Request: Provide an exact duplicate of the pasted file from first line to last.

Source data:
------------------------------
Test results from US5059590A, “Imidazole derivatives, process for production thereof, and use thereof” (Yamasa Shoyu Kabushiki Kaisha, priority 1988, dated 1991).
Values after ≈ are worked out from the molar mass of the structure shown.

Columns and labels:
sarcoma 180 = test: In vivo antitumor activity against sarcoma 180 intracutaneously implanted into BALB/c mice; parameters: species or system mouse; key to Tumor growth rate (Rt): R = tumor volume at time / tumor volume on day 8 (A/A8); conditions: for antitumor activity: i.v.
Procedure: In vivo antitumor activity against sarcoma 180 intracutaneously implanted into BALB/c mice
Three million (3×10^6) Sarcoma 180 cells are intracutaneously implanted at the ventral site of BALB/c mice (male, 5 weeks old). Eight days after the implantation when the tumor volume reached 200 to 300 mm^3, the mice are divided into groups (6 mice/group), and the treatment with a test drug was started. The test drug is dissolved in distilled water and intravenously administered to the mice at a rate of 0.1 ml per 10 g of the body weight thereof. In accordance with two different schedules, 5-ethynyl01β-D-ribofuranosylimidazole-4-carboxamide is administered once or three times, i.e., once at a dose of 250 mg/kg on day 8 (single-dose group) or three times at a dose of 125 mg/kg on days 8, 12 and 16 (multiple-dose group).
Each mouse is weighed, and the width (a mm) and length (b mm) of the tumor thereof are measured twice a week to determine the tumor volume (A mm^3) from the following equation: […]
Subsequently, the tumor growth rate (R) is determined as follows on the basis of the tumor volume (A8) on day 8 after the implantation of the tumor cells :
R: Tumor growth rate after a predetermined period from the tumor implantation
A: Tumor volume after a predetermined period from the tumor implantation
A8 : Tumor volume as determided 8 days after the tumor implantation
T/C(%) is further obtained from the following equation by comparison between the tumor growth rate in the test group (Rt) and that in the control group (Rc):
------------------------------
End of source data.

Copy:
Test results from US5059590A, “Imidazole derivatives, process for production thereof, and use thereof” (Yamasa Shoyu Kabushiki Kaisha, priority 1988, dated 1991).
Values after ≈ are worked out from the molar mass of the structure shown.

Columns and labels:
sarcoma 180 = test: In vivo antitumor activity against sarcoma 180 intracutaneously implanted into BALB/c mice; parameters: species or system mouse; key to Tumor growth rate (Rt): R = tumor volume at time / tumor volume on day 8 (A/A8); conditions: for antitumor activity: i.v.
Procedure: In vivo antitumor activity against sarcoma 180 intracutaneously implanted into BALB/c mice
Three million (3×10^6) Sarcoma 180 cells are intracutaneously implanted at the ventral site of BALB/c mice (male, 5 weeks old). Eight days after the implantation when the tumor volume reached 200 to 300 mm^3, the mice are divided into groups (6 mice/group), and the treatment with a test drug was started. The test drug is dissolved in distilled water and intravenously administered to the mice at a rate of 0.1 ml per 10 g of the body weight thereof. In accordance with two different schedules, 5-ethynyl01β-D-ribofuranosylimidazole-4-carboxamide is administered once or three times, i.e., once at a dose of 250 mg/kg on day 8 (single-dose group) or three times at a dose of 125 mg/kg on days 8, 12 and 16 (multiple-dose group).
Each mouse is weighed, and the width (a mm) and length (b mm) of the tumor thereof are measured twice a week to determine the tumor volume (A mm^3) from the following equation: […]
Subsequently, the tumor growth rate (R) is determined as follows on the basis of the tumor volume (A8) on day 8 after the implantation of the tumor cells :
R: Tumor growth rate after a predetermined period from the tumor implantation
A: Tumor volume after a predetermined period from the tumor implantation
A8 : Tumor volume as determided 8 days after the tumor implantation
T/C(%) is further obtained from the following equation by comparison between the tumor growth rate in the test group (Rt) and that in the control group (Rc):